This week the College Art Association descends on Los Angeles for its annual conference and illustrious centennial celebration. The annual event brings together thousands of visual arts professionals in an unholy union of glorified job fair and academic conference. Surrounded by aesthetics, it might appear very pure and civilized, but under the surface we’re dealing with the sordid world of “networking.”
It can be easy to find yourself adrift in a sea of countless academic sessions, workshops, and interviews. But following the 2009 CAA Conference, I managed to land a part-time lecturing position (“Adjunct Pro” is actually a stretch). So listen closely, Grasshopper, as I parse my infinite CAA wisdom into some key points.
- Stakeout: While the list of activities may seem endless, skim for interesting session titles and familiar names. Chances are, the number of events that apply to your interests will be highly manageable. If you are looking for a teaching position, frequent the interview hall, even if you do not have any appointments set up ahead of time. Most institutions send at least two faculty representatives that conduct informal interviews. If you are genuinely interested in pursuing a position at a specific college or university, try to speak with every faculty member present. But save the sweet talk for quiet moments–if the table seems busy, return during one of the frequent lulls to chat with other faculty.
- If you play your business cards right…you will meet and reconnect with lots of potential colleagues. Unless you’ve been burned by one too many Nigerian aristocrats, most of us look forward to receiving pleasant new emails–even if we dread writing them. Following up after the feeding frenzy can make a big difference. After the conference three years ago, I even attended some on-campus events and openings to chat with the faculty further. At the time, my friends thought I was borderline stalking, but I think it helped me land my aforementioned gig.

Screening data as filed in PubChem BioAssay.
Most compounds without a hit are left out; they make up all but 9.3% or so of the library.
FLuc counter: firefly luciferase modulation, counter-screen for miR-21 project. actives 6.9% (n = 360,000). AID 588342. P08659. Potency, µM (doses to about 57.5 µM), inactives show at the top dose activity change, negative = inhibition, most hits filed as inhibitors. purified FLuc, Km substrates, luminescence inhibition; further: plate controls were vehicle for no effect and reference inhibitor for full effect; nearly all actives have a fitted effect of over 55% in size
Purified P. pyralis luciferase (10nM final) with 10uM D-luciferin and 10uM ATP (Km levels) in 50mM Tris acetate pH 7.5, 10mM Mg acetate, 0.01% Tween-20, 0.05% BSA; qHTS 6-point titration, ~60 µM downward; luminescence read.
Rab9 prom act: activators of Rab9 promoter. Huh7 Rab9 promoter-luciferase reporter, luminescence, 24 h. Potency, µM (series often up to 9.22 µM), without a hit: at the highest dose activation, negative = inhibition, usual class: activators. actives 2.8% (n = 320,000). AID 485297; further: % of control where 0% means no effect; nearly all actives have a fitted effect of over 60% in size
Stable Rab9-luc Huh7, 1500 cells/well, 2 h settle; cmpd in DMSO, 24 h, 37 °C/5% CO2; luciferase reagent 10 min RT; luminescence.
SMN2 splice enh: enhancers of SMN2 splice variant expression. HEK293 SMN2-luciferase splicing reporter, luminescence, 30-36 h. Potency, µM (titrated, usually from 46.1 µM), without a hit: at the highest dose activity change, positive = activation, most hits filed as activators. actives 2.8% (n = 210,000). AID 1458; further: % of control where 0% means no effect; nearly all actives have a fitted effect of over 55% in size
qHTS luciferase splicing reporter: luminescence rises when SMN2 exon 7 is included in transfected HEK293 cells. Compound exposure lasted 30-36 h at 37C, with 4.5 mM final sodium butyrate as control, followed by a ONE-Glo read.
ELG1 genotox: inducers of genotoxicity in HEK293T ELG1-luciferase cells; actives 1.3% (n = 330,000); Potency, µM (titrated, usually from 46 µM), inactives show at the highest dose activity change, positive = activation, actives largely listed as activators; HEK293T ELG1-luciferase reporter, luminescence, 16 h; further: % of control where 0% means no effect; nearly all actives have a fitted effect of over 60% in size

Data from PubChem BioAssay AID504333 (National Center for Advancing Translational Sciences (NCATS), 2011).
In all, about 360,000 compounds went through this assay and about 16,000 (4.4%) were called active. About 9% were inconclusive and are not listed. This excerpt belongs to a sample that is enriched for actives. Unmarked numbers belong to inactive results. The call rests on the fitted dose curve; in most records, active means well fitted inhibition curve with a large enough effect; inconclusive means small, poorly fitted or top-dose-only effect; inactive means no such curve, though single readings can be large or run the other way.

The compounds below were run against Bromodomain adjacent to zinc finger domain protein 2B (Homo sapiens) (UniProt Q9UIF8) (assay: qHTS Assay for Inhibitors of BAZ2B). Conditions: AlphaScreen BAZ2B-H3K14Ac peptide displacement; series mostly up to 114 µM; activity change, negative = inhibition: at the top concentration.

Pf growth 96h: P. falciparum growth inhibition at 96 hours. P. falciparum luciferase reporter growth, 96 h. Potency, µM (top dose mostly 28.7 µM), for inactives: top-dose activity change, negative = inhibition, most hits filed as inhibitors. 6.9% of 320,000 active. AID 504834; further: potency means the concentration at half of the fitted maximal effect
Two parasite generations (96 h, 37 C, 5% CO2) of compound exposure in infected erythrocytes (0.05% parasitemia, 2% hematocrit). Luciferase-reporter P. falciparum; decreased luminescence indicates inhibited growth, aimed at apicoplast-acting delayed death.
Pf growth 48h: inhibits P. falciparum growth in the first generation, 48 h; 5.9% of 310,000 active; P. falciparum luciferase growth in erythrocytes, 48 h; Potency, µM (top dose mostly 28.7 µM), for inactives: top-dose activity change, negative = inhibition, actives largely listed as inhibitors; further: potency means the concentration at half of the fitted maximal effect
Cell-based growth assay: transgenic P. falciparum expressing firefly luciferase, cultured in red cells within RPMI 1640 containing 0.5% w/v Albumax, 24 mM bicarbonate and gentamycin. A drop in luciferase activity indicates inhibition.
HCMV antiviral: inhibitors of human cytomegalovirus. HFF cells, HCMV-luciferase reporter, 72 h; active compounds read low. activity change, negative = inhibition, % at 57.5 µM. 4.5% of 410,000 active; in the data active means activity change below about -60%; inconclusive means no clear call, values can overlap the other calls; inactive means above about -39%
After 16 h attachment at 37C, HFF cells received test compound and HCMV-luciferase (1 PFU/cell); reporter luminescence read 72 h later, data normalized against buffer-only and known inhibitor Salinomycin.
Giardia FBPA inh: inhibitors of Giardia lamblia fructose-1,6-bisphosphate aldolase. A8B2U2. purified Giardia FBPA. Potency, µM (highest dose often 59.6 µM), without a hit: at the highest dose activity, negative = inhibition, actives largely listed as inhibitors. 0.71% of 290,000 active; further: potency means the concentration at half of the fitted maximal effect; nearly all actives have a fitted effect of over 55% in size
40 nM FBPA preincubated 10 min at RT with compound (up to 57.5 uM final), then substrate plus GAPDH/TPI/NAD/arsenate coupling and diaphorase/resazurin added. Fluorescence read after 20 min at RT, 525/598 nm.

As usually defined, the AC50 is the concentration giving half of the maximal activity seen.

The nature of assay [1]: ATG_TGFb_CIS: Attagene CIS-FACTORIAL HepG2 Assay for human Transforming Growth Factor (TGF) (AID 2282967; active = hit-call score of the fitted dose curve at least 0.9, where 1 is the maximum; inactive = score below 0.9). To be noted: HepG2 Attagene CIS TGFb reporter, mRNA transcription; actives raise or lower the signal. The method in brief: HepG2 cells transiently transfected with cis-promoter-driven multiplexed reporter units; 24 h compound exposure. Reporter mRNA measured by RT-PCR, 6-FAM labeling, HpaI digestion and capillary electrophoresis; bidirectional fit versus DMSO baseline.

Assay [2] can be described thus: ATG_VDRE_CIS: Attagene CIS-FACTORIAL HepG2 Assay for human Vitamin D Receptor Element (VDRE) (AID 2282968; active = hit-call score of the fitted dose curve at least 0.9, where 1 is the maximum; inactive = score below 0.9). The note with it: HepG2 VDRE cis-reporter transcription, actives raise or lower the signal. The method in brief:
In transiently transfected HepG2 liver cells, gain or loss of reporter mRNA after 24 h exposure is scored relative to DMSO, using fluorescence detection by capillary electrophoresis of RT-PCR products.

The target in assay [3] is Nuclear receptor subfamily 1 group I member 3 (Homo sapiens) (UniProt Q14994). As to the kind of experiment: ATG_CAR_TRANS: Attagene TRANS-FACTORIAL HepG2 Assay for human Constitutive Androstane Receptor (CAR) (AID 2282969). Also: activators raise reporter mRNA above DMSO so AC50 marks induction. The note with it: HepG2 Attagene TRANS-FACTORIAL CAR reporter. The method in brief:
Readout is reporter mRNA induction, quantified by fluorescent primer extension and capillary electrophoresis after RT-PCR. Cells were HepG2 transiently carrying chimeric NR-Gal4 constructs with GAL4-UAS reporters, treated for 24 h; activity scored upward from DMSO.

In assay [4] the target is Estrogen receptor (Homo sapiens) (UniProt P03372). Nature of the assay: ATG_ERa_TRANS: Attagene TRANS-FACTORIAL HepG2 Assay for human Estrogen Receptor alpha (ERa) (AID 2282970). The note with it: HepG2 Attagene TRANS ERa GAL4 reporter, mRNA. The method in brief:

- Don’t put all your jpegs in one basket. This one goes out to my visual artist compatriots. Put together packets with DVD/CD versions of your portfolio, your CV and even copies of your teaching philosophy, letters of reference, and student evaluations (hold the headshots and glitter). In addition, assemble an album or packet of printed photos of your work. If you simply hand over a CD of images, then your would-be colleagues may never end up seeing your art. But going through a series of video stills or printed photographs as you converse gives a face to the art. Moreover, it gives you substance for conversation, beyond the awkward first-date-like chatter that usually dominates informal interviews.
- Ballin’ on a Budget: If you have yet to come up with the cash for registration fees, check out the list of free academic sessions and career development events. In addition, you can pay-to-play with single-day or single-time slot tickets. And you only need to be a CAA member to enter the interview hall. Meanwhile, if you do register for the conference, there are plenty of ways to get your money’s worth around town. This week, about a dozen museums, including MOCA, LACMA, and the Norton Simon Museum offer free admission to CAA Conference attendees.
- Gettin’ Blazered: CAA is populated primarily by curators and art historians, so the bar for looking chic-but-nerdy is woefully high. I find it especially difficult to appear professorial given that my bone structure (or lack thereof) could best be described as toddleresque, and my fashion sense (or lack thereof) is chiefly inspired by Pretty Woman pre-transformation. But after a couple rounds of CAA under my belt, I can now identify the conference dress code as thoroughly “biz cas.” Beyond that, you’re on your own.